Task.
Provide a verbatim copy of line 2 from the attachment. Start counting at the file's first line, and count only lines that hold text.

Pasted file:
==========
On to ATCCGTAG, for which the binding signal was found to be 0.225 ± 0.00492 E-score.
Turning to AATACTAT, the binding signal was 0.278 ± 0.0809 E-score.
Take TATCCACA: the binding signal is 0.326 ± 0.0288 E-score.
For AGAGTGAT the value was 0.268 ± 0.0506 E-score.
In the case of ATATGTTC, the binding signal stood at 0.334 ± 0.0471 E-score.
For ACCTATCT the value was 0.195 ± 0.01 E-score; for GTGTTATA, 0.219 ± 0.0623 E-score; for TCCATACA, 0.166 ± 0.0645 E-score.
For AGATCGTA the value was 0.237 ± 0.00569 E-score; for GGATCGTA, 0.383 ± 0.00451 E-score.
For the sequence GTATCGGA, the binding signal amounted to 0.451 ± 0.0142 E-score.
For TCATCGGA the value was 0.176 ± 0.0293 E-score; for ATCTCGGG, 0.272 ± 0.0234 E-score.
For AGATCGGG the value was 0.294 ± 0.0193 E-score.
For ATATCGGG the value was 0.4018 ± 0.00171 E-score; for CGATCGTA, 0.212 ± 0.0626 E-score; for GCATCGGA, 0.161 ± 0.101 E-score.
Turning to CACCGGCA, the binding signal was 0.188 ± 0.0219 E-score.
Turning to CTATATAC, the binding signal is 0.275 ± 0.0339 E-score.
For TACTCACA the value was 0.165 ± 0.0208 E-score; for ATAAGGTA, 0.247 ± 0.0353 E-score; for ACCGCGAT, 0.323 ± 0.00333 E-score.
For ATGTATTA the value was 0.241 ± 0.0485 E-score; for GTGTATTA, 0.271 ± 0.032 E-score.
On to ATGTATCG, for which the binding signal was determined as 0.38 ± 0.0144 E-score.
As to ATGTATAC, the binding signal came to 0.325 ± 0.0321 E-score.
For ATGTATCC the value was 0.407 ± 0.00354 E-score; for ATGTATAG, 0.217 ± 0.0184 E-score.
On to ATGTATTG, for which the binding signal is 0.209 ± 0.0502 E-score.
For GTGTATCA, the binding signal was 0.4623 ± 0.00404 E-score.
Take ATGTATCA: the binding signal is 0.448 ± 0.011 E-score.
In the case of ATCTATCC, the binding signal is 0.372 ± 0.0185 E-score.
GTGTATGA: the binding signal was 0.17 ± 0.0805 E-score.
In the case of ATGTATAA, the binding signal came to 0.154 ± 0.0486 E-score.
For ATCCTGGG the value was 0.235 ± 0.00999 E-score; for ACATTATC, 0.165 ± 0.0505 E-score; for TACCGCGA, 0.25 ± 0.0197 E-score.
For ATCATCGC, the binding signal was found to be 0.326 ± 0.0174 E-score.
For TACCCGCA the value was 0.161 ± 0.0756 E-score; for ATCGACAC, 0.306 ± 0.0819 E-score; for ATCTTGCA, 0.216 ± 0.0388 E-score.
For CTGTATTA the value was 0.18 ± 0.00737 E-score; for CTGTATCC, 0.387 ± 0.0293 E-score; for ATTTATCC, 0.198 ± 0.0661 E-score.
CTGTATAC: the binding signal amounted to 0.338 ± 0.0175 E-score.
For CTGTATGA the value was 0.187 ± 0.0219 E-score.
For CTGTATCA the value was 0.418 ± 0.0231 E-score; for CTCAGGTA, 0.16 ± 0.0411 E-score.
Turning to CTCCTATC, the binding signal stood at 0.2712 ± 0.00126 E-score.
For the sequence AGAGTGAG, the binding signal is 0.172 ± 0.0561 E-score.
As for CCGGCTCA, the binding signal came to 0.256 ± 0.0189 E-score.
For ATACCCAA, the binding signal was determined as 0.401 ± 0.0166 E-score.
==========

Turning to AATACTAT, the binding signal was 0.278 ± 0.0809 E-score.